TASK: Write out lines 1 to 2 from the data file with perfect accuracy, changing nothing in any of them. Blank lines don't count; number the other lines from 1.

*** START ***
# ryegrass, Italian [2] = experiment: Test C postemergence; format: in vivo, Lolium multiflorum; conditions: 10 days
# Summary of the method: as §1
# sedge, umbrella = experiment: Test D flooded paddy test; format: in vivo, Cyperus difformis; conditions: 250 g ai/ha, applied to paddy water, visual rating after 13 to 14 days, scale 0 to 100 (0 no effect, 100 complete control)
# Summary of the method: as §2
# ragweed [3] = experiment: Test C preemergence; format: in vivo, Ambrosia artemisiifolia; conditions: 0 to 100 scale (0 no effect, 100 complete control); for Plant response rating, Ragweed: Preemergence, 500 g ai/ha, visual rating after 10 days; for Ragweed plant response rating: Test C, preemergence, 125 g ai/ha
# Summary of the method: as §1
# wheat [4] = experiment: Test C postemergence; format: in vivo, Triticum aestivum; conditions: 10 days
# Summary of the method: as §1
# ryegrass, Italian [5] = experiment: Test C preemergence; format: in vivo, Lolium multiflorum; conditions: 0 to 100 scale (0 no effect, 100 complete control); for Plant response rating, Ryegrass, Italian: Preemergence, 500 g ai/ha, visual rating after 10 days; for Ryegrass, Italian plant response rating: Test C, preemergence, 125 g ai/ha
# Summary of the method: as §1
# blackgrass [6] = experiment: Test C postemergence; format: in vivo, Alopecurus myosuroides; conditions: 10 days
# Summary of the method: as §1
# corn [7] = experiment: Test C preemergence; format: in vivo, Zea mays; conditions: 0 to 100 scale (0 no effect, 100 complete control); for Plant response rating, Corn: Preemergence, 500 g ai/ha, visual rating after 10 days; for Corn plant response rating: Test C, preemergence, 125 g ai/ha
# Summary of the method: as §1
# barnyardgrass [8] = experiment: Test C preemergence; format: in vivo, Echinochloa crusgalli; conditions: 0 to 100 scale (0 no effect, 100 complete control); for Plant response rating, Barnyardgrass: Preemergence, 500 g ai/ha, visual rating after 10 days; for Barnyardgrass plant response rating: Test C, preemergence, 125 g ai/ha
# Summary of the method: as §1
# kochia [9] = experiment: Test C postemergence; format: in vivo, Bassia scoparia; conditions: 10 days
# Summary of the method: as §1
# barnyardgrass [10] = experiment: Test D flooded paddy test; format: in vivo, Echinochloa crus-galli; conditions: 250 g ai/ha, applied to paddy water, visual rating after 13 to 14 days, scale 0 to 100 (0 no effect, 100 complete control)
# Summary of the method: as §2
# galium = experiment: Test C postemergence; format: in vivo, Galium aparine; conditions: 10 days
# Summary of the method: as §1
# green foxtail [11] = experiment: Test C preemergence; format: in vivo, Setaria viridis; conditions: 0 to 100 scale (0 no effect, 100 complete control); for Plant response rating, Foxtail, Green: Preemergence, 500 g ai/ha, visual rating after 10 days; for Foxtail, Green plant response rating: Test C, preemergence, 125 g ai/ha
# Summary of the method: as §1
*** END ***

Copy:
# ryegrass, Italian [2] = experiment: Test C postemergence; format: in vivo, Lolium multiflorum; conditions: 10 days
# Summary of the method: as §1